NIH Director Praises CTSI and Translational Research During Meliora Weekend Visit
NIH Director Francis Collins, M.D., Ph.D., visited the University of Rochester Medical Center on Oct. 7 for UR’s Meliora Weekend. As part of Collins’ first ever trip to URMC, he delivered a keynote address in which he praised the Medical Center and Clinical and Translational Science Institute (CTSI) for being productive leaders in both basic and translational research.
Collins applauded URMC for securing $202 million of NIH funding this year and gave some special recognition for our translational endeavors. He pointed out that URMC was among the first 12 academic centers in the nation to establish a clinical and translational science institute and congratulated the university on the recent renewal of CTSI funding to the tune of $19 million over the next four years.
Addressing the crowd, Collins said, “The real strength of biomedical research in the U.S. over all of these years has been you all: the PIs, the students, the trainees. It’s your work that I’m here to cheer for and celebrate.”
He cited the translational research conducted by Arthur J. Moss, M.D., and KL2 Career Development award recipient, David S. Auerbach, Ph.D., which has led to new insights and treatments for patients with Long QT syndrome (LQTS). John J. Treanor, M.D., and David J. Topham, Ph.D., were both touted for research contributing to the development of new and better flu vaccines.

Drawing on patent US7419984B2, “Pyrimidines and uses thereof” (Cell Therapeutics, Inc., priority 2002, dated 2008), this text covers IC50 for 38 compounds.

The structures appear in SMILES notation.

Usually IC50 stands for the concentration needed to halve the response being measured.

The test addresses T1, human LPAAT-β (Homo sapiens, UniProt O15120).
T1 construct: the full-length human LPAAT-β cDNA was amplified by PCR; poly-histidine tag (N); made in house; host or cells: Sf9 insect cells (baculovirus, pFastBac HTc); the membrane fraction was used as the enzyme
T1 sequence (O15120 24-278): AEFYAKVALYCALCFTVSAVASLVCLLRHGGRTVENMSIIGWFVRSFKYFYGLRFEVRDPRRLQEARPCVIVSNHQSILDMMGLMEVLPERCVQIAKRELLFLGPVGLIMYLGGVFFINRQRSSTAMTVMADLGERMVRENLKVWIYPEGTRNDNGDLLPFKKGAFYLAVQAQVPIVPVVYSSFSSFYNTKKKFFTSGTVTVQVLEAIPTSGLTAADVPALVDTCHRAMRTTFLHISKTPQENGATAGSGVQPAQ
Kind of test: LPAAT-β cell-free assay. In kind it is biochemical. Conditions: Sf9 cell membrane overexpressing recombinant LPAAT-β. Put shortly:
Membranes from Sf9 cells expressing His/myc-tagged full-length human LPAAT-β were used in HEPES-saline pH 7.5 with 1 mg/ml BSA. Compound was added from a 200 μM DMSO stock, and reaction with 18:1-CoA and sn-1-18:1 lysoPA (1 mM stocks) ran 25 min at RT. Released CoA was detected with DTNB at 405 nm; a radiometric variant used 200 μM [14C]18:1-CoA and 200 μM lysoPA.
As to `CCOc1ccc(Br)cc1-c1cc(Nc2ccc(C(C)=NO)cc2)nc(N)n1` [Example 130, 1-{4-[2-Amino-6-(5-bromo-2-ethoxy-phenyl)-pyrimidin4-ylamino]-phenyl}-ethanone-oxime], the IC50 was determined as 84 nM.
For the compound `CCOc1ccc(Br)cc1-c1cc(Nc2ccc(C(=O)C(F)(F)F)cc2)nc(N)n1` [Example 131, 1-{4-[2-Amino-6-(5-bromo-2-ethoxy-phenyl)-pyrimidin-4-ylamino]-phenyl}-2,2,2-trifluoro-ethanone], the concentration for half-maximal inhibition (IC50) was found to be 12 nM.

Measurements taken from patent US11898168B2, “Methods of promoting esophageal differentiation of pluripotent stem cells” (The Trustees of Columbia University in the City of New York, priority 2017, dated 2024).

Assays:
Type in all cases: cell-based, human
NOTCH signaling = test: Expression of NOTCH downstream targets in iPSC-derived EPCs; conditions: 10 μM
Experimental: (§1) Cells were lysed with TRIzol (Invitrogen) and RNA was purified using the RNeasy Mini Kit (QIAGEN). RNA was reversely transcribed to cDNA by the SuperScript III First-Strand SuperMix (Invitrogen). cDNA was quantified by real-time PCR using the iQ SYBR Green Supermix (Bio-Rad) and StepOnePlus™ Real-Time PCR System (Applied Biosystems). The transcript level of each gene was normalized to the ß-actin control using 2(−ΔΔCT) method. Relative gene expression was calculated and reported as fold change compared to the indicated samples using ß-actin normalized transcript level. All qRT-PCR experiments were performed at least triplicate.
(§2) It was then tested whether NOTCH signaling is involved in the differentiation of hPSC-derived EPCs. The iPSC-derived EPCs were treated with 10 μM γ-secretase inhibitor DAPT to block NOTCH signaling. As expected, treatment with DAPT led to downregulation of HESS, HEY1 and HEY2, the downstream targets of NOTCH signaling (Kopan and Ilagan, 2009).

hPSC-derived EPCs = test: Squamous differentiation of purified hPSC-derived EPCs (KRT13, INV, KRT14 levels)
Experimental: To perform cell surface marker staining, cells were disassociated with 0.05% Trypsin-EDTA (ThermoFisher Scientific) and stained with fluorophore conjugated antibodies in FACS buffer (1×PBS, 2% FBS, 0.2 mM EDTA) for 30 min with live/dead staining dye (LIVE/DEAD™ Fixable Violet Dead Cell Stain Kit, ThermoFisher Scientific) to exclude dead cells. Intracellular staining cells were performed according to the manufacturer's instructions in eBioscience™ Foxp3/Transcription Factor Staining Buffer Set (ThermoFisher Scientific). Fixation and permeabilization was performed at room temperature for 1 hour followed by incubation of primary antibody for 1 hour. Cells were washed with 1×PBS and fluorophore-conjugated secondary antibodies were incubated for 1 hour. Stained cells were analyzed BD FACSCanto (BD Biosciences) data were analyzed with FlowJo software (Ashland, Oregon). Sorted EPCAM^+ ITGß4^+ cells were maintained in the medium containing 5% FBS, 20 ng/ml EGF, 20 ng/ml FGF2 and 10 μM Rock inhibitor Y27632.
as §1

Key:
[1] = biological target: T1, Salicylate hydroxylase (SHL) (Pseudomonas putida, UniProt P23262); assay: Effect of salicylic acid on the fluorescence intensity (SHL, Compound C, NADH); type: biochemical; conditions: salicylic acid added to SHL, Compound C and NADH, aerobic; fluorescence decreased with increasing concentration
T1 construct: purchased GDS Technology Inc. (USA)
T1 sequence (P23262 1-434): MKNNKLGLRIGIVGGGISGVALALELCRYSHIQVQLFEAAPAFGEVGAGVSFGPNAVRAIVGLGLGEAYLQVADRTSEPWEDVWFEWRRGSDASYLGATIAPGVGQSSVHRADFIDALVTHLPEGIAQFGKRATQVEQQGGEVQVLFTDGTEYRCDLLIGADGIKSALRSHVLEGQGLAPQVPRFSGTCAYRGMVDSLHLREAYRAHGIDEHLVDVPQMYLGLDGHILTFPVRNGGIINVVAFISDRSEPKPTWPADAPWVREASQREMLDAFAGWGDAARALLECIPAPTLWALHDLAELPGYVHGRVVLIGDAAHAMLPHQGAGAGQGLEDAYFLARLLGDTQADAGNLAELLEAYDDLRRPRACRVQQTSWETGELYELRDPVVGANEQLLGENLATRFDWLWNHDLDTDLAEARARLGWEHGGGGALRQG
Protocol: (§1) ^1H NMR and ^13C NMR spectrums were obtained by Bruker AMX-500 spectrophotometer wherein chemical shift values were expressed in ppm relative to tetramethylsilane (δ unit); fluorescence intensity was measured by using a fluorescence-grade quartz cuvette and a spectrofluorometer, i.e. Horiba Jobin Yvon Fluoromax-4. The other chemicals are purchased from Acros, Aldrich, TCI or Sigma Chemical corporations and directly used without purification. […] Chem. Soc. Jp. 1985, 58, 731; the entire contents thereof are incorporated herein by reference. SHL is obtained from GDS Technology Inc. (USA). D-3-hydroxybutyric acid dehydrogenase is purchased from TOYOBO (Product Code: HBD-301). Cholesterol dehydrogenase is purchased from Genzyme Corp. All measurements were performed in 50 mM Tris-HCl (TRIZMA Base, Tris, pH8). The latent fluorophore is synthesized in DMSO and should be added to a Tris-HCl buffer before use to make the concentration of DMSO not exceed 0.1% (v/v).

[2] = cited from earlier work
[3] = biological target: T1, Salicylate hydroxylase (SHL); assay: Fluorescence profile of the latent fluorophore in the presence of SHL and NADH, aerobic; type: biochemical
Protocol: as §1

Collins also gave an optimistic outlook on the future of the NIH budget, outlining several new funding initiatives and research programs at the NIH, including the Human Microbiome Project, Big Data to Knowledge (BD2K), the Precision Medicine Initiative and the Cancer Moonshot. He highlighted the NIH Director’s Early Independence Award, which helps early stage investigators advance their careers and gain independent funding. Elaine L. Hill, Ph.D., assistant professor of Public Health recently received the award, for her research on the impact of fracking on infant and child health.
During Collins’ visit, he also received a tour of the Center for RNA Biology and the lab of Center director, Lynne E. Maquat, Ph.D. Trainees and junior researchers highlighted their most promising work for Collins, which he admitted is his favorite part of visits like these.
During lunch, Collins also had occasion to chat with 15 URMC graduate students and postdocs. The group discussed the importance of communicating science to the public and policymakers, increasing diversity in biomedical research and new mechanisms to support young scientists at the start of their careers. Lunch attendees Sarah Latchney, Ph.D., postdoctoral fellow in the lab of Laura Calvi, M.D., two-time CTSI Pilot Awardee, and Solomon Abiola, Translational Biomedical Science graduate student gave in-depth accounts of the discussion in the CareerStories@URBEST blog.
You can view Collin’s keynote, “Exceptional Opportunities in Biomedical Research”, here.
Susanne Pritchard Pallo |